Paul Tortorella

Paul Tortorella

If Paul Tortorella were a few years older, he might have been spending some time this week packing up his office, saying goodbye to his players and staff and saying hello to retirement.

Instead, he sat down and rehashed the most painful loss of his career.

“My last two or three days,” Tortorella said, “have been misery.”

Four days ago, Tortorella’s IUP Crimson Hawks got bounced out of the first round of the NCAA Division II playoffs by Shepherd (W.Va.). IUP trailed most of the game and took the lead late in the fourth quarter, only to watch the Rams race down the field and score the winning touchdown with 11 seconds left for a 31-27 victory.

Tortorella, who has been at IUP since 1995 and was a Division I assistant for nine seasons before that, has been on the wrong end of scores plenty of times, but he said none made him feel as bad as this one.

“I’ve been sick,” he said. “I just can’t believe it.”

How sick? Well, the 56-year-old Tortorella conceded that if it was five or six years down the road, he’d think long and hard about walking away from the job he loves.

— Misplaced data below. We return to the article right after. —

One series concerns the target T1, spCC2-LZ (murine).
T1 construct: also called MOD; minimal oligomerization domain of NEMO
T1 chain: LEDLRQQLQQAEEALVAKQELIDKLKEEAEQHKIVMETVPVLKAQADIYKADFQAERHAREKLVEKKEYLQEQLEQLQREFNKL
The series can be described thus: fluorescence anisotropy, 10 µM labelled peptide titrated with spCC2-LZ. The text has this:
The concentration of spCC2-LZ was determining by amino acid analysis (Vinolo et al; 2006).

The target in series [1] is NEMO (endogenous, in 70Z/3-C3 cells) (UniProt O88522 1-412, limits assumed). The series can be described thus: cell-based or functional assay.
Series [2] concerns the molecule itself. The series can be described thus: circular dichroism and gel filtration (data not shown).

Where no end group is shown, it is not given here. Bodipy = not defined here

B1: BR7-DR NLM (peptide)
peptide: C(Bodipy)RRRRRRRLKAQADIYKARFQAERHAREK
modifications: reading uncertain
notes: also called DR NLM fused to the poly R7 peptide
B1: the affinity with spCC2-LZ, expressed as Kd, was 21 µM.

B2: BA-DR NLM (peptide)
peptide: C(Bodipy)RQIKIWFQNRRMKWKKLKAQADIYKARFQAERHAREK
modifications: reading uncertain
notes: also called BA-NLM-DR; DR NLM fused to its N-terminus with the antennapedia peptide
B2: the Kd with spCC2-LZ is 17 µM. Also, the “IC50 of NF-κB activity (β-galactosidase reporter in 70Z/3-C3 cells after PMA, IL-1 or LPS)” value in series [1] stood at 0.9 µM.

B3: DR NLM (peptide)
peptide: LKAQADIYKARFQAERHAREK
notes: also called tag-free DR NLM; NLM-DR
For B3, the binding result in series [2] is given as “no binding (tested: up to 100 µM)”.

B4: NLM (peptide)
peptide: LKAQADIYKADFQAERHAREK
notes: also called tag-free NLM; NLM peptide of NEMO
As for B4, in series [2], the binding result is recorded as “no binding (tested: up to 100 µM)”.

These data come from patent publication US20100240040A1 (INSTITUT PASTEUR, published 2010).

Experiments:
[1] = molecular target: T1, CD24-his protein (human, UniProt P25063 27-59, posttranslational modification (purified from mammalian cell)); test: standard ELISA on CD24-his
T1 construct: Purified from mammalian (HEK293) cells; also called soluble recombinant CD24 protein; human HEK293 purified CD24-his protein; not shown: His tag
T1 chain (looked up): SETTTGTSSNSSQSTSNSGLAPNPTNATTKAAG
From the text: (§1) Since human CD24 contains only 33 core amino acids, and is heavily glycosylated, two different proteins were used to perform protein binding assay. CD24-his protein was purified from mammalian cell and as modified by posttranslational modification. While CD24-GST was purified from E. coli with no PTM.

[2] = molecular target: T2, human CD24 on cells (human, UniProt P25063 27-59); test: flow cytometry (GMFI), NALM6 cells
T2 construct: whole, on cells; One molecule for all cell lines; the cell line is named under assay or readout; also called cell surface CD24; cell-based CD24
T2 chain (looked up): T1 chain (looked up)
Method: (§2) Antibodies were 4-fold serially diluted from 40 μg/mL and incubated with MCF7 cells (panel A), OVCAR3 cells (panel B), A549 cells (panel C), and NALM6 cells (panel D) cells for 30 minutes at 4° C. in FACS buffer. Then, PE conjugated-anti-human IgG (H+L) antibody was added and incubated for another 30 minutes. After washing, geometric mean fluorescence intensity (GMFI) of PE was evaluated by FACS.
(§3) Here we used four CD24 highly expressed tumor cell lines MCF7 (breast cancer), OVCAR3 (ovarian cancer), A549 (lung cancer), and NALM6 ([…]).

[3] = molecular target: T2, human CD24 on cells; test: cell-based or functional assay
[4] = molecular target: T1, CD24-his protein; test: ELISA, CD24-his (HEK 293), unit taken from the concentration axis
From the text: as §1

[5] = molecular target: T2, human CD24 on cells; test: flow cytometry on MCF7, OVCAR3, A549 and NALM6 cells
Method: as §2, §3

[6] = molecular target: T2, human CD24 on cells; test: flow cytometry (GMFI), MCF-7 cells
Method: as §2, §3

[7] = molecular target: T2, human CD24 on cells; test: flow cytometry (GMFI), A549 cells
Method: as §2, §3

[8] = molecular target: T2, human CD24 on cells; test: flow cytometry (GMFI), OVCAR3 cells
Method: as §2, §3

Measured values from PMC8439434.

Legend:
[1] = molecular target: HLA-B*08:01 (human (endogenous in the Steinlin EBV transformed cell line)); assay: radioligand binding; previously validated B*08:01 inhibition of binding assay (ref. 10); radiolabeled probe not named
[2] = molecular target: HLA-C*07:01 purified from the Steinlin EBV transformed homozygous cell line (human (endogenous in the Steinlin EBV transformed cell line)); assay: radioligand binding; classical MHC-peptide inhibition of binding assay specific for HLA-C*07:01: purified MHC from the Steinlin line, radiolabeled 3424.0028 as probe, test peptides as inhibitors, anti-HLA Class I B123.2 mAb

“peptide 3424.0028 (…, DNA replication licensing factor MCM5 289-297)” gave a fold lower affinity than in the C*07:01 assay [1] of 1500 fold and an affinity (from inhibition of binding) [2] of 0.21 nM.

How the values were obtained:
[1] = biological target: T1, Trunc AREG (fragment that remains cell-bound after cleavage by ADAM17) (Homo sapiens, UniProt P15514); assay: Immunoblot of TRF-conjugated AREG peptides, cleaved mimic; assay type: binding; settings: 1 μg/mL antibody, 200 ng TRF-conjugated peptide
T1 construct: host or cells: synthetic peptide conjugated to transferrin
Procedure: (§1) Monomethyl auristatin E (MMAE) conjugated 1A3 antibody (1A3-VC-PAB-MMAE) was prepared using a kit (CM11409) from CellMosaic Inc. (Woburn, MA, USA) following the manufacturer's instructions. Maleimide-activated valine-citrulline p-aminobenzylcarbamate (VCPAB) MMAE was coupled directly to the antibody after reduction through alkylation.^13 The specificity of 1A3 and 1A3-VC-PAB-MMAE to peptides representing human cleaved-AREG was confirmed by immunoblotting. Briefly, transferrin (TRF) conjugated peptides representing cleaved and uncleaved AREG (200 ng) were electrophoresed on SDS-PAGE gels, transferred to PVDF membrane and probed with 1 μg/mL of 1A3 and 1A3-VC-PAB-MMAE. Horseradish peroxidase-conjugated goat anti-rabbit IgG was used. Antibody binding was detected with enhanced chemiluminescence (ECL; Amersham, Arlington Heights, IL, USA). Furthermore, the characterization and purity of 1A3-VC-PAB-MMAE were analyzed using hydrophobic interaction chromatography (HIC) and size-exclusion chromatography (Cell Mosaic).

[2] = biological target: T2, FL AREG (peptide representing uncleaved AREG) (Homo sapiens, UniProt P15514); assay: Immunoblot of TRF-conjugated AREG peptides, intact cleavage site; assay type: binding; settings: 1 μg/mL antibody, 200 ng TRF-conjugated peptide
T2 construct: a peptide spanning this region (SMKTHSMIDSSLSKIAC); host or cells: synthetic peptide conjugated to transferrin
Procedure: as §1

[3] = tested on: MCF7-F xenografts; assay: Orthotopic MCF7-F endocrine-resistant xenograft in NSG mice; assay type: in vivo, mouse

“I’ll be honest,” he said. “If I was older, I might retire after this one. Seriously. It’s been that hard.”

Tortorella doesn’t want you to feel bad for him. It was a football game and nothing more. But he earnestly believes his team lost a game it had every right to win. It just made a few mistakes that cost it a chance to advance in the playoffs, and he can’t figure out why they happened.

The biggest miscue came at the end of the game.

With IUP leading 27-24, the Rams were at the IUP 23-yard line and 18 seconds were on the clock. The Crimson Hawks were in a 3-3-5 prevent defense with the mission of not allowing a touchdown. If Shepherd wanted to kick a field goal and go to overtime, the Crimson Hawks would have been OK with that, knowing the momentum had shifted in their favor after they rallied from a 14-point deficit to take a three-point lead.

“It’s a prevent defense,” Tortorella said. “You shouldn’t get beat on it. Once they got to the 35 (yard line), we were conceding the field goal. If we were trying to stop the field goal, we wouldn’t have played that defense. We’d have played something more aggressive. We were just trying to stop the deep ball and let them kick the field goal and then we’ll be happy to go to overtime because they hadn’t stopped us.”

Defensive coordinator Jim Smith sent down the call for the coverage scheme, with the Crimson Hawks to sit back in a zone, splitting the field into thirds. When Shepherd quarterback Tyson Bagent dropped back, he noticed that IUP free safety Mike Nash, who was supposed to line up on the hash mark corresponding to the wide side of the field, had stayed on the boundary side and had not backpedaled to cover the deep middle third of the field.

Shepherd split end Devin Phelps ran a post route over the middle and then cut toward the sideline, racing right past Nash and into the end zone, where he caught Bagent’s pass for the winning touchdown.